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Cultivate your child’s potential through the

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Room

If We Haven’t Met, Welcome. My Name Is

Hi, I am Rhina Etienne, Montessori Family Coach and Founder of A Little Room 2 Grow. I am a certified AMS Montessori educator from birth to six years old with over 10 years of experience. My role is to enlighten parents on how they can support their child’s potential through the home environment. I believe play is crucial to early development and every child should have a play space that is accessible and simplistic enough to inspire creativity and encourage independence.

WHAT I DO

I coach parents through converting their child’s current play area into a simplified space with Montessori-inspired learning toys, materials and furniture. It’s a way to prepare children for grade school without adult-led pressure. Parents that used our expertise to create the  Montessori-inspired “Play & Learn Spaces,” achieved the same results; “increased functionality and more play time.

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Q. What is the difference between Montessori and traditional education?

Q. Can I do Montessori at home with my child?

Yes, you can find ways to include Montessori in your child’s daily routines to support their desire to be independent. This provides opportunities to do self-care tasks like getting dressed, putting shoes on, cleaning up after play etc. You can include home tasks as well. eg. setting the table before dinner, cleaning the table  and meal preparations. Everyday tasks like these may seem irrelevant but they hold many indirect benefits to your child’s overall development. They gain coordination, learn to become orderly, self aware and confident.

Q. Where did Montessori come from?

Montessori (pronounced MON-tuh-SORE-ee) education was founded in 1907 by Dr. Maria Montessori, the first woman in Italy to become a physician. She based her educational methods on scientific observation of children’s learning processes. Guided by her discovery
that children teach themselves, Dr. Montessori designed a “prepared environment” in which children could freely choose from a number of developmentally appropriate activities. Now, nearly a century after Maria Montessori’s first casa dei bambini (“children’s house”) in Rome,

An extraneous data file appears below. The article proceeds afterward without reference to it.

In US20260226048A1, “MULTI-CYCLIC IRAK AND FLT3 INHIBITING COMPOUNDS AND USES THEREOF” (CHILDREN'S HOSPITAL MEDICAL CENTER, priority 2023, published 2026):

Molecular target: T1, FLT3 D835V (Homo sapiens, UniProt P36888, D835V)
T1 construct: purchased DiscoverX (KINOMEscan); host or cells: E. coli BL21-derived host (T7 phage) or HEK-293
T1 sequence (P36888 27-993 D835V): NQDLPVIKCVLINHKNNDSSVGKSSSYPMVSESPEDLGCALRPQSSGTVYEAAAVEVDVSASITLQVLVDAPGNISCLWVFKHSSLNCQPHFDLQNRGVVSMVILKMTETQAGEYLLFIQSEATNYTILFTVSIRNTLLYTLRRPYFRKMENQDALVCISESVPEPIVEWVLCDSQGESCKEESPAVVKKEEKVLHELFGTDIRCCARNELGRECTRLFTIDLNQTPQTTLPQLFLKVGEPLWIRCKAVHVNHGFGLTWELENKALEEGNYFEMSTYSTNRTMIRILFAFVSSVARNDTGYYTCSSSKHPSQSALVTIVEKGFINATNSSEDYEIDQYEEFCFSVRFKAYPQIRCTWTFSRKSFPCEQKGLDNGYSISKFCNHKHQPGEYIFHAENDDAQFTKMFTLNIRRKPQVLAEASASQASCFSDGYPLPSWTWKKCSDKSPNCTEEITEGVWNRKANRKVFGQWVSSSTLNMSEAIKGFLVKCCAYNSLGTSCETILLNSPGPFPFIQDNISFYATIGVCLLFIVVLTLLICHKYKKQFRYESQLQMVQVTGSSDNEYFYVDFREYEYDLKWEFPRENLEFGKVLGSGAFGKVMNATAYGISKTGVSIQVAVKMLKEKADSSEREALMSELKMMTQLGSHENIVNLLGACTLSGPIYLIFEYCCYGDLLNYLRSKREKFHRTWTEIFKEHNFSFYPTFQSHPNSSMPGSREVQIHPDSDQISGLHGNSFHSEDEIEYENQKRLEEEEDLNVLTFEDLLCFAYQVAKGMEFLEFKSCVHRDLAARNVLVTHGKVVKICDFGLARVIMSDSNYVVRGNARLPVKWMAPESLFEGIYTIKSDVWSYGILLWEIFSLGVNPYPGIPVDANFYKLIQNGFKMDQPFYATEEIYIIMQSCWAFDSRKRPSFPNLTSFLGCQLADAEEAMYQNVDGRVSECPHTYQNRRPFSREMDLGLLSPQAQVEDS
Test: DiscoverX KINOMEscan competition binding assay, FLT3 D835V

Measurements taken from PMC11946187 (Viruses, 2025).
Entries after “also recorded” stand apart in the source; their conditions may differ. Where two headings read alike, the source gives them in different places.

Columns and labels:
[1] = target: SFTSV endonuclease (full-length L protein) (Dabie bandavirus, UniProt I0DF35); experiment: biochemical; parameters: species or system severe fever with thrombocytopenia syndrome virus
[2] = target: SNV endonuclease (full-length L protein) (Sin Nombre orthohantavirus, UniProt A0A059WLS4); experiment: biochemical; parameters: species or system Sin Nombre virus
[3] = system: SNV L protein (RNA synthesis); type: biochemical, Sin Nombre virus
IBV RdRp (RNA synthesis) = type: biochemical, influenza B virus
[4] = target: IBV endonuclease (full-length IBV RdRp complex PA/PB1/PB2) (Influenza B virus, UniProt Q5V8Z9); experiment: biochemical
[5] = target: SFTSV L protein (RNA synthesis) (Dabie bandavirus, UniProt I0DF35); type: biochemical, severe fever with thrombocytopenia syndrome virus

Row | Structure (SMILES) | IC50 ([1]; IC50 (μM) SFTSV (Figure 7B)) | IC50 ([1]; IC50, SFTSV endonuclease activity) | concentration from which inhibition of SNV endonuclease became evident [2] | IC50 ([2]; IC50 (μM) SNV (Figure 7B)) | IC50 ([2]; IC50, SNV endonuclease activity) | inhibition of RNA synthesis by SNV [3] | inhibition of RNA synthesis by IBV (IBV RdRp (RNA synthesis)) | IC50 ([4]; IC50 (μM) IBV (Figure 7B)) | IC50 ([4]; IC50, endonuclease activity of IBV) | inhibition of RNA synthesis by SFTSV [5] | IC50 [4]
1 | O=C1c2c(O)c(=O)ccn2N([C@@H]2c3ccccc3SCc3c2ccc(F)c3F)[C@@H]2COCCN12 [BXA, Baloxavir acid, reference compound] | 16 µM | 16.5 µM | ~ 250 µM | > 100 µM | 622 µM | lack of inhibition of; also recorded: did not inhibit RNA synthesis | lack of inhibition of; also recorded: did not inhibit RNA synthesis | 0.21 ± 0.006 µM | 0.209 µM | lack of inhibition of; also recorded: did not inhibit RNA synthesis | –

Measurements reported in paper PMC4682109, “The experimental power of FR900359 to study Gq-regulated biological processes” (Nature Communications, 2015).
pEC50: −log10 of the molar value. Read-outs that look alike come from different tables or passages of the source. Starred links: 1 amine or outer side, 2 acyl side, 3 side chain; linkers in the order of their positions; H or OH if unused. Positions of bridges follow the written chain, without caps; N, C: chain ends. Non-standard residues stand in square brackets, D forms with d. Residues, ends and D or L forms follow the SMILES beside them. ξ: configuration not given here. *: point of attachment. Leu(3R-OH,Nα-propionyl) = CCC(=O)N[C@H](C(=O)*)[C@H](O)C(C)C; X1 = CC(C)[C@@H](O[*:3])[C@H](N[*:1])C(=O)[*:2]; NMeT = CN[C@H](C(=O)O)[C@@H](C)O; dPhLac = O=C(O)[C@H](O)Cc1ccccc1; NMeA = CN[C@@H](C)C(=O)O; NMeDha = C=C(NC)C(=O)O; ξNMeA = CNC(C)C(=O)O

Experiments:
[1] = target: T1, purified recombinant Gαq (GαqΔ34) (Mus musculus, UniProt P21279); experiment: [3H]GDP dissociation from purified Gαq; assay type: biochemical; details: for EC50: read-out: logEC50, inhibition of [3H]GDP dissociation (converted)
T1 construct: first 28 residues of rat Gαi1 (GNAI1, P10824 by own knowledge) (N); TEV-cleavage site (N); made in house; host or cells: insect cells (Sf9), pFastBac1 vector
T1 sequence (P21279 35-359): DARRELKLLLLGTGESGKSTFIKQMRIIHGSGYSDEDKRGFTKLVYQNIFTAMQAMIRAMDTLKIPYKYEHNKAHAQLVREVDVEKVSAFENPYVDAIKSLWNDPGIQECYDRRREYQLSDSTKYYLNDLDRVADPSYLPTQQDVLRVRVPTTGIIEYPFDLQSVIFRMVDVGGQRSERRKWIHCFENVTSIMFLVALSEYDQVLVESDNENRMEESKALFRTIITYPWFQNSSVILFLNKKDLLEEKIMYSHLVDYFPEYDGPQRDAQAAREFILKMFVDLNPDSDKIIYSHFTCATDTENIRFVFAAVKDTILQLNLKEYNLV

Montessori education is found all over the world, spanning ages from birth to adolescence.
Resource: montessori.edu

Q. Is Montessori good for children with learning disabilities? What about gifted children?

The Montessori Method is designed to help all children reach their fullest potential. Montessori classrooms are diverse with varying abilities, ages and culture to cultivate a sense of community where everyone learns from each other. The materials are designed to meet the interest of children with or without learning differences. Every child works at their own pace even when they are on the same material. Trained Montessori teachers are skilled at knowing how to guide each child individually.

Q. What ages does Montessori serve?

There are more Montessori programs for ages 3-6, than for any other age group, but Montessori is not limited to early childhood. Many infant/toddler programs (ages 2 months to 3 years) exist, as well as primary (ages 3-6), elementary (ages 6-12), and even a few Montessori high schools.

Q. What are the benefits of Montessori?

Research studies show that Montessori children are well prepared for life academically, socially, and emotionally. In addition to scoring well on standardized tests, Montessori children are ranked above average on criteria such as: following directions, turning in work on time, listening attentively, using basic skills, showing responsibility, asking provocative questions,showing enthusiasm for learning, and adapting to new situations.

Resource: montessori.edu

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